Family businesses employ 62 percent of the U.S. workforce. Two out of five Fortune 500 firms are family businesses so every year thousands of recent grads will join family members in the workplace.

A lot of colleges, particularly those with entrepreneurship programs, are responding to the large numbers of young people who are taking that path by teaching courses on managing family-owned businesses.

urlAccording to a recent article, Northeastern University launched a class in 2011 and Rice University in Houston and University of Denver have recently launched courses.

New York University added an undergrad course on family business this semester and Savannah State University will add one next year. Some schools, including Saint Joseph’s University in Philadelphia, have family business majors.

It’s probably a lot easier to get the parents to foot the bill for tuition when it’s an investment in the future of the business as well as in their kid.

Students who are juggling multiple interviews, nervously waiting for calls for a second interview or contemplating the horror of moving back into their 1990’s-era childhood bedroom under the draconian rules of mom and dad may be feeling a bit envious of their classmates who never had to answer a question like, “Where do you see yourself in five years?”

Those kids won’t be sitting across the large wooden desk of some executive asking, “Tell me about yourself.” Their future employer changed his or her diapers or watched them blow out candles on multiple birthday cakes.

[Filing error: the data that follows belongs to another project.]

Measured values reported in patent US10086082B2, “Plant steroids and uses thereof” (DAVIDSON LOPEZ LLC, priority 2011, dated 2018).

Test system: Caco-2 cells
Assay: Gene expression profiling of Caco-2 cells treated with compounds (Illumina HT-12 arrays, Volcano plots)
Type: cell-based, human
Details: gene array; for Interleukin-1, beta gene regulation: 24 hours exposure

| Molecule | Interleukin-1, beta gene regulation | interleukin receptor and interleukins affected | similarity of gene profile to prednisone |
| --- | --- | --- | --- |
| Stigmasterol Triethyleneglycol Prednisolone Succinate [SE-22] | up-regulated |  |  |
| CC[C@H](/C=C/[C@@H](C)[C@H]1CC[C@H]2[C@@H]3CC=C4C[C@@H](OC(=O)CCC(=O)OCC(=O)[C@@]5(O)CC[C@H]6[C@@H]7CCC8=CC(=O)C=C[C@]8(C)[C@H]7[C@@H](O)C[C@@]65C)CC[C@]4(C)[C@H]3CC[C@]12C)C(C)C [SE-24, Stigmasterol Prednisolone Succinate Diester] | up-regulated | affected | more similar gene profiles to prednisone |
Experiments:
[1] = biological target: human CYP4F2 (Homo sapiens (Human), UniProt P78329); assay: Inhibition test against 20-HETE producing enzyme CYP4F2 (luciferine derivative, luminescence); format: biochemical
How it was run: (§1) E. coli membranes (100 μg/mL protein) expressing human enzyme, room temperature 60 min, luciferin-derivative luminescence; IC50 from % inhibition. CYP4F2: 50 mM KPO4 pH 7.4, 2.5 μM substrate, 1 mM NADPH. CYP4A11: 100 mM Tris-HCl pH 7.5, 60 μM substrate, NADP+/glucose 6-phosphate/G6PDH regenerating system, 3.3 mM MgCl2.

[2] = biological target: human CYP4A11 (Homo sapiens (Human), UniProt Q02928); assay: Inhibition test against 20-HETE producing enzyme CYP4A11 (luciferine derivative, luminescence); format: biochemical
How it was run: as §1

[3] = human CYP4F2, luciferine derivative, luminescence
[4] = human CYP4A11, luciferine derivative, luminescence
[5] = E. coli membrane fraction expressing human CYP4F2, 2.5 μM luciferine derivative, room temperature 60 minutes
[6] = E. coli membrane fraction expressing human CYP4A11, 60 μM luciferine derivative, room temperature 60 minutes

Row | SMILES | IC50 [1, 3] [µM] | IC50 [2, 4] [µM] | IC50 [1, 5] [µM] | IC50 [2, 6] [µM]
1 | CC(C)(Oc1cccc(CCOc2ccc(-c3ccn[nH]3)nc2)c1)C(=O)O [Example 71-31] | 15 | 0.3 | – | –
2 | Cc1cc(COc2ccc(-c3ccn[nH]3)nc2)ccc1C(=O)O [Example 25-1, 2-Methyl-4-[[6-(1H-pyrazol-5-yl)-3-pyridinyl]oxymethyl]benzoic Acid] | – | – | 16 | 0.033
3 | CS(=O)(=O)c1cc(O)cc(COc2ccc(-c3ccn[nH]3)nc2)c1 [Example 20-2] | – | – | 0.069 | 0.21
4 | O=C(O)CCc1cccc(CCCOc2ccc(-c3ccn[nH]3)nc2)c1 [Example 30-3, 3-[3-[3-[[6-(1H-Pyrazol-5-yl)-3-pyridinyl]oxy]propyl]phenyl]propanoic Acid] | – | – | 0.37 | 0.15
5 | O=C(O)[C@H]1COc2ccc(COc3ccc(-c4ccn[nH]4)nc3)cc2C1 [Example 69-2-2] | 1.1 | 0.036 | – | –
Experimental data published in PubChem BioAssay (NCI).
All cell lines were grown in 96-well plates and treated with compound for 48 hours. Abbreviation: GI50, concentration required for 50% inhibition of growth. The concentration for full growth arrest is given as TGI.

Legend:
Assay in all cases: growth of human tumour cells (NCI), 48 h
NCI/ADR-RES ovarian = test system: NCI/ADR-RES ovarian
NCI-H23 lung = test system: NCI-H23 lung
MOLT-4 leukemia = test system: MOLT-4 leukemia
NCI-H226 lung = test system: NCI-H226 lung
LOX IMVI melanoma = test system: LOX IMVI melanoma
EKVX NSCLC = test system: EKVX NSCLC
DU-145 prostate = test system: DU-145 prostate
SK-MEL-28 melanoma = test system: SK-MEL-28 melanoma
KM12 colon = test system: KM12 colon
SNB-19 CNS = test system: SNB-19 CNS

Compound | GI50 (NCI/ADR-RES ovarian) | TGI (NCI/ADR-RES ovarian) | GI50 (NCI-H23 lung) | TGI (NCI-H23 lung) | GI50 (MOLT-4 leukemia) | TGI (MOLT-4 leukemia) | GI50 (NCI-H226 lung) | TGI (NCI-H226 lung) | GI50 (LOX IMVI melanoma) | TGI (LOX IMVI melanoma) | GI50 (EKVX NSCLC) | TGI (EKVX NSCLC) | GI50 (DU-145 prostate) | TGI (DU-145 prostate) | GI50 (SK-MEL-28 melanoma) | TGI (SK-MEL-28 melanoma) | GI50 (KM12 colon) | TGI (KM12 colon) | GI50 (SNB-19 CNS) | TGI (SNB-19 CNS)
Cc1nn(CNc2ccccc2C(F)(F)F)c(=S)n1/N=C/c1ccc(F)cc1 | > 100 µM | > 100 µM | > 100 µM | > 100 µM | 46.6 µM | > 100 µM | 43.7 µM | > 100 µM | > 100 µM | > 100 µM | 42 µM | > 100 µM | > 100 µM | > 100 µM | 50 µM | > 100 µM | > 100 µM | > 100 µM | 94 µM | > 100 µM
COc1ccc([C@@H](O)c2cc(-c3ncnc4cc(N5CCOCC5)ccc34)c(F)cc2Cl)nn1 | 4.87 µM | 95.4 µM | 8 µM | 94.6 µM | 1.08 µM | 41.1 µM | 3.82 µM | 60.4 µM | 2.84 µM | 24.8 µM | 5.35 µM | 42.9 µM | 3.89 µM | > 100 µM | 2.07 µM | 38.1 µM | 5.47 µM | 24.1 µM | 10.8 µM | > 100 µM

While these young folks slotted to join the family business may not have to worry about finding a job, they have a lot to deal with when it comes to actually doing the job and maintaining family relationships.

You can quit a company and never hear from them again, with the only reminder the W-2 you’ll receive the following January. But you can’t quit your family.

I write a lot about family business in my new book, “How Not to Hire a Guy Like Me: Lessons Learned from CEOs’ Mistakes.” While it’s true that family businesses make up a majority of those in the U.S. and can be extremely profitable — take Walmart for one — they involve additional complications. Why do you think so many companies have anti-nepotism policies?

In my work as The Turnaround Authority, I have often been called in to run or consult with family businesses and have seen all the difficult situations that can arise when you mix family and business.

There can be issues of family members in the wrong jobs making poor decisions, questions of favoritism and bad morale among the staff for non-family members. And if you think it’s hard to fire any employee, think how much harder it is to fire Uncle Ned, especially when he and Aunt Irene host Thanksgiving every year.

No matter how many classes you take, you can’t learn everything you need to know to run a family business. Or any type of business for that matter. But taking courses in topics such as family succession and governance can be beneficial to students.

One young man mentioned in the article is Tony Holzbach, who is taking classes at Texas Christian University and will one day take over a wholesale and retail garden center in Forth Worth that his parents started 30 years ago.

He wasn’t too sure about what he could learn by taking a class and thought his dad knew everything about the industry. But after just a few weeks, he said, “I have discovered that there is much more to family businesses than I had realized.”

Just getting someone to admit that there’s a lot they don’t know is a great first step.